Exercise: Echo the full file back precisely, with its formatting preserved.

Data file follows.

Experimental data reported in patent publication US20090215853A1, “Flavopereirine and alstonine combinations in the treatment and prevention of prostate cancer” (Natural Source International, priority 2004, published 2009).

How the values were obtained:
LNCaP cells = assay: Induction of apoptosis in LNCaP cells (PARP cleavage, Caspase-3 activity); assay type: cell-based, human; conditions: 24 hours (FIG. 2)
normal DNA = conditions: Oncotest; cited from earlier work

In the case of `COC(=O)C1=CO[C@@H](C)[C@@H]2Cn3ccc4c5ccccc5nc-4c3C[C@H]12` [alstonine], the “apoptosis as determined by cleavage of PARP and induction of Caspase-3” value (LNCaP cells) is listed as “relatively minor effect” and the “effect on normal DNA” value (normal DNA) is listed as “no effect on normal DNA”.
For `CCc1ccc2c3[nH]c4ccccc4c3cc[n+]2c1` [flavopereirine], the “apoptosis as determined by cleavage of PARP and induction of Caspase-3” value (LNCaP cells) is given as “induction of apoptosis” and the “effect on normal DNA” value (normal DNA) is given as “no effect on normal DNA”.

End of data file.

Experimental data reported in patent publication US20090215853A1, “Flavopereirine and alstonine combinations in the treatment and prevention of prostate cancer” (Natural Source International, priority 2004, published 2009).

How the values were obtained:
LNCaP cells = assay: Induction of apoptosis in LNCaP cells (PARP cleavage, Caspase-3 activity); assay type: cell-based, human; conditions: 24 hours (FIG. 2)
normal DNA = conditions: Oncotest; cited from earlier work

In the case of `COC(=O)C1=CO[C@@H](C)[C@@H]2Cn3ccc4c5ccccc5nc-4c3C[C@H]12` [alstonine], the “apoptosis as determined by cleavage of PARP and induction of Caspase-3” value (LNCaP cells) is listed as “relatively minor effect” and the “effect on normal DNA” value (normal DNA) is listed as “no effect on normal DNA”.
For `CCc1ccc2c3[nH]c4ccccc4c3cc[n+]2c1` [flavopereirine], the “apoptosis as determined by cleavage of PARP and induction of Caspase-3” value (LNCaP cells) is given as “induction of apoptosis” and the “effect on normal DNA” value (normal DNA) is given as “no effect on normal DNA”.